Today many scholars claim (Williams 2008, McDonald 2006, Fernandez 2008, Juris 2008), that many events around the world signaled these upcoming events in the US and in Western Europe. The Zapatista uprising of 1994, one of the first events of its kind became incredibly symbolic. As the spokesperson for the uprising, Subcomandante Marcos said: “Marcos is gay in San Francisco, a black person in South Africa, Asian in Europe … a Palestinian in Israel, a Jew in Germany … an artist without a gallery or portfolio … a sexist in the feminist movement, a woman alone in the Metro station at 10 P.M. … a writer without a book or readers, and a Zapatista in the Mexican Southeast … He is every minority who is now beginning to speak and every majority that must shut up and listen. He is every untolerated group searching for a way to speak, their way to speak. Everything that makes power and the good consciences of those in power uncomfortable – this is Marcos”2. Linking protests against the construction of river dams in India, campaigns against the devastation of the tropical rain forest and the crisis of the welfare state in Western Europe, all of which could be traced back to the same problem was one of the key novelties of the emerging movement. The other new feature was the wide coalitions of groups that organized the highly visible demonstrations, mostly counter-summits (organized to protest against big events). From anarchists to trade unions, from environmental groups to pacifists, and form ← 14 | 15 → socialists to members of the New Left, the critique of the processes of globalization was the common denominator for the new wave of activism (cf. della Porta and Diani 2006, della Porta and Tarrow 2005, Pleyers 2010).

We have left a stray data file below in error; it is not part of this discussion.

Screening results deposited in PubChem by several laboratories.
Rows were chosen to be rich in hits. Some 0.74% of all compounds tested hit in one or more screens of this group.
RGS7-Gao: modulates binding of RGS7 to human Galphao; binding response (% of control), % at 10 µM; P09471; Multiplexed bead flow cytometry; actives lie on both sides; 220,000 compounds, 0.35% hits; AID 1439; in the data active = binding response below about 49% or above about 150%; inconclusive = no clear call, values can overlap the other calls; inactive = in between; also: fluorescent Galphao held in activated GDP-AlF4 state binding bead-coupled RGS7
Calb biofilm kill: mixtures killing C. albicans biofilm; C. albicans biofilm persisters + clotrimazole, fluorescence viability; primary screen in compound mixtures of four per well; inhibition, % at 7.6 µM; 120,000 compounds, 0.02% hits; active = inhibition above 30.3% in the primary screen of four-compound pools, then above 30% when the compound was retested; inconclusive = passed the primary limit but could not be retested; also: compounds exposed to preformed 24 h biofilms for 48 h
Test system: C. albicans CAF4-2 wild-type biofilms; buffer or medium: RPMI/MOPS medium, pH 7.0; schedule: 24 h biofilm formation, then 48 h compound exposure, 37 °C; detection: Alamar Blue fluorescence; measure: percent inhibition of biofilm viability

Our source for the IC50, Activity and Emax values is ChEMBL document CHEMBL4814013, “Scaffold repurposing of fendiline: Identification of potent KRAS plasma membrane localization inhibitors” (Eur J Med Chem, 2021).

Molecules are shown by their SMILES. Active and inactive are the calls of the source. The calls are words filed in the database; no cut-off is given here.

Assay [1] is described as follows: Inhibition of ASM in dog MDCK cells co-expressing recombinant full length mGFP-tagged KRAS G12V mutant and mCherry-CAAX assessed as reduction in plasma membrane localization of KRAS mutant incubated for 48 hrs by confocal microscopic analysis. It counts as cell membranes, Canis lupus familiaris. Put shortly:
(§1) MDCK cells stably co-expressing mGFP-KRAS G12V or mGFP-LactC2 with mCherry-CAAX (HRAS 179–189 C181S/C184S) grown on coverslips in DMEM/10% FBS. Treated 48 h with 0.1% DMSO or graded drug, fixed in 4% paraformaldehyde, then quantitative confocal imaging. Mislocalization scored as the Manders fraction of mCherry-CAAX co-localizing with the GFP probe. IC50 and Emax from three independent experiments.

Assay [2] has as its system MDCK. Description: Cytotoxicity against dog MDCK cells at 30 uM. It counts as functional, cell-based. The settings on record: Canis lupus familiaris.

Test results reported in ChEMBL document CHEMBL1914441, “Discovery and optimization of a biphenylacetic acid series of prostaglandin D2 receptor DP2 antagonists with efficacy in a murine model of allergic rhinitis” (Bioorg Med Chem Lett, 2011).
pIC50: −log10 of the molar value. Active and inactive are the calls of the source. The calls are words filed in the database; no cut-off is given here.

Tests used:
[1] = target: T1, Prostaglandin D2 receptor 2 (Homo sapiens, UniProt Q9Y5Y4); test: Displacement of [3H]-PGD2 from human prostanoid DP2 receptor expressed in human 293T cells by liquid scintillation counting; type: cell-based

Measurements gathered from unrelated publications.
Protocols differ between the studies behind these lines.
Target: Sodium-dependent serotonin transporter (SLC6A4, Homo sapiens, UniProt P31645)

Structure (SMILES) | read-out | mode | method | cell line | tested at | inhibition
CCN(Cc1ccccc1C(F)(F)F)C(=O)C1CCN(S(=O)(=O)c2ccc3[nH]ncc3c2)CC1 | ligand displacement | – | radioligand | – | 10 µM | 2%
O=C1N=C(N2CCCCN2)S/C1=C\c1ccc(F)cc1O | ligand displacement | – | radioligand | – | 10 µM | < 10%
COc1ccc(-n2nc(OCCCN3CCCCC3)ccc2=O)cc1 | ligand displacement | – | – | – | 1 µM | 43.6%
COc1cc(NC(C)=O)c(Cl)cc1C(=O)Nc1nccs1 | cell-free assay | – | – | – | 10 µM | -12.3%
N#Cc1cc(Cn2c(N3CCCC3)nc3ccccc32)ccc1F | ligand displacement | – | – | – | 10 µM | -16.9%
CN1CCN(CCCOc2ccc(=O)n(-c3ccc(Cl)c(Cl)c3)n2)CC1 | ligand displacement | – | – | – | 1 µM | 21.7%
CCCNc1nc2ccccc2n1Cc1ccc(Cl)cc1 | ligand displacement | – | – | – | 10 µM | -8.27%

What was different from the more narrowly oriented movements of the 1970s and 1980s, such as feminist, pacifist or ecological movements, was that their criticisms were all aimed at neoliberal policies and ways of thinking. “Profit before people” was the idea that a huge part of the younger generation around the world refused to accept (Pleyers and Juris 2009). It resulted not only in political action, but eventually also in the change of the rhetoric used by huge financial institutions (like the IMF, the World Bank) and, as a spin-off, the growth in popularity of fair trade products (grown and produced respecting labor laws and the environment). The impact of the movement that descended into the streets around the turn of the millennium was strengthened by the financial crisis that struck Southeast Asia in 1997 and later Russia in 1999 (and more recently the global crisis of 2008). The dream of Fukuyama’s (1992) ‘end of history’ began to fade away rapidly. Another morally driven claim of the movement was the uneven distribution of not only power (with too many things dependent on multinational corporations) but also of the profits. The stratification of the distribution of wealth around the world undermined the assumption that the growing fortunes of some groups, wealth will increase in society overall. Therefore in some countries the term Global Justice Movement was to be used3.